Along with anion absorption materials has existed the use of anion exchange materials such as that disclosed in U.S. Pat. No. 3,001,868 wherein a nitrogenous anion exchange resin having both weakly and strongly basic amine exchange groups is utilized. U.S. Pat. No. 3,817,745 also discloses the use of crosslinked polymeric N-vinyl-amide and a polyhydroxyaryl compound for this type recovery. U.S. Pat. No. 3,473,921 further teaches the use of chloromethylated styrene divinylbenzene resin reacted with throurea as an ion exchange resin of the basic anion exchanger type for the recovery of gold. In general these recoveries are from cyanide solutions, bearing gold compounds.
In addition to laboratory methods of recovering noble metals from dilute solutions work has also heretofore been done in direct attempts at obtaining precious metals present in but trace quantities from seawater. U.S. Pat. No. 3,155,454, for example, discloses a method of recovering silver from seawater by percolating it through a bed of magnesium ammonium phosphate. U.S. Pat. No. 3,565,608 further teaches such use of water insoluble ethylene copolymer containing carboxylate and/or amide groups. In this latter patent the material is formed as a film which is drug as by a ship through gold containing waters or attached to a buoy located within a current. Recovery of noble metals found in ocean floor nodule ores by halidation has been suggested by U.S. Pat. No. 3,940,470.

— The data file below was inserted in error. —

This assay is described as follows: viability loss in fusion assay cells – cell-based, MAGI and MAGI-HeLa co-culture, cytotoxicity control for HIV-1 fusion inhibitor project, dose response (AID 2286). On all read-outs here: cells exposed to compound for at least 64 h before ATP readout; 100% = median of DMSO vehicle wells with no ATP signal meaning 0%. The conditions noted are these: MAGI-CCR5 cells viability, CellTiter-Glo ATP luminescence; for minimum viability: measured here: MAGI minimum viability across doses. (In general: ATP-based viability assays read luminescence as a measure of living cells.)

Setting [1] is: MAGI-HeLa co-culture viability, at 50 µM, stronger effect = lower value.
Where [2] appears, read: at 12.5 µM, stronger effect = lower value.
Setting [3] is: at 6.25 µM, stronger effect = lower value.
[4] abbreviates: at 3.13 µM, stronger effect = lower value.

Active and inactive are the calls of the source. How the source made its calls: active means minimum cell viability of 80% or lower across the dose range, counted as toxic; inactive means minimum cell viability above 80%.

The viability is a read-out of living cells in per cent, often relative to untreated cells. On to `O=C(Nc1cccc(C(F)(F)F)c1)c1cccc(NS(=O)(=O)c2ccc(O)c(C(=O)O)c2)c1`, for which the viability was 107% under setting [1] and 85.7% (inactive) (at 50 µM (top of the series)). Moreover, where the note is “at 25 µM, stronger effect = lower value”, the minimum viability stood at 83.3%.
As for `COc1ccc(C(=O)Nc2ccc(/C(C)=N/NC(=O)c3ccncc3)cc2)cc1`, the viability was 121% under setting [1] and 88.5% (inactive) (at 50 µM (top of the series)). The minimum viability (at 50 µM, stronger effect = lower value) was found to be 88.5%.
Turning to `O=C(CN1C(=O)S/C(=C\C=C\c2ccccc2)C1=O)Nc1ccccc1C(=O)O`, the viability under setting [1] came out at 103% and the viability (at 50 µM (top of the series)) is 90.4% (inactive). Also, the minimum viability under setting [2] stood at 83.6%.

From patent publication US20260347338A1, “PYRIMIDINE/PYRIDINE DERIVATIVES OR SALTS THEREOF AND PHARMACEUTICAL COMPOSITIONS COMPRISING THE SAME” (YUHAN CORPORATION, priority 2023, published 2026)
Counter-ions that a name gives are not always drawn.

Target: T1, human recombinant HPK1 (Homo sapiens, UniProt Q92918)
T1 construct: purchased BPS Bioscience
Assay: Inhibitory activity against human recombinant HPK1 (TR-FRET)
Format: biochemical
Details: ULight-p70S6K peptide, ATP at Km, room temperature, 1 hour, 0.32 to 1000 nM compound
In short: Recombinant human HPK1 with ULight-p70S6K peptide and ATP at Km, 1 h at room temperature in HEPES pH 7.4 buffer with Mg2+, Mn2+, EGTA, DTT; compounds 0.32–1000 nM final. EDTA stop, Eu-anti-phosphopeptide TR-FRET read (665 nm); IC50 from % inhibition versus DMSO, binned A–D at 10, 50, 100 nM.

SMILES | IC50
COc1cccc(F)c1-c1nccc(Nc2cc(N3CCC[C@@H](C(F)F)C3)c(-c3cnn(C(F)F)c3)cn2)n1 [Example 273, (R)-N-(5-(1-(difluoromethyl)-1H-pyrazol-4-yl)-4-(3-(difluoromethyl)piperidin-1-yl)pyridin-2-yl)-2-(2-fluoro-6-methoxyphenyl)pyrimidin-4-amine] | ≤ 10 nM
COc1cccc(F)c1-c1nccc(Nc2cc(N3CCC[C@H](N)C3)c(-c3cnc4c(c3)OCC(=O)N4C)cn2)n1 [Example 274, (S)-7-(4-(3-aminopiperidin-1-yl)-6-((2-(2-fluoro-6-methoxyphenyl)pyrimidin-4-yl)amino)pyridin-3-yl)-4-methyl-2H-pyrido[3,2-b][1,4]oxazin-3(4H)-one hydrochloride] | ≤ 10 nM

It is thus apparent that heretofore materials per se have been developed which have been capable of recovering noble metals from various dilute solutions. Nevertheless, none of these have ever found commercial use in sea mining because they have been economically inefficient. For example, it is of little commercial value to recognize that recovery is possible provided that the sea water first be treated due to the vast quantities of sea water required for processing. Without a practically workable material knowingly available for this usage, it follows that little work has been accomplished in developing a system for such to perform on a workable basis.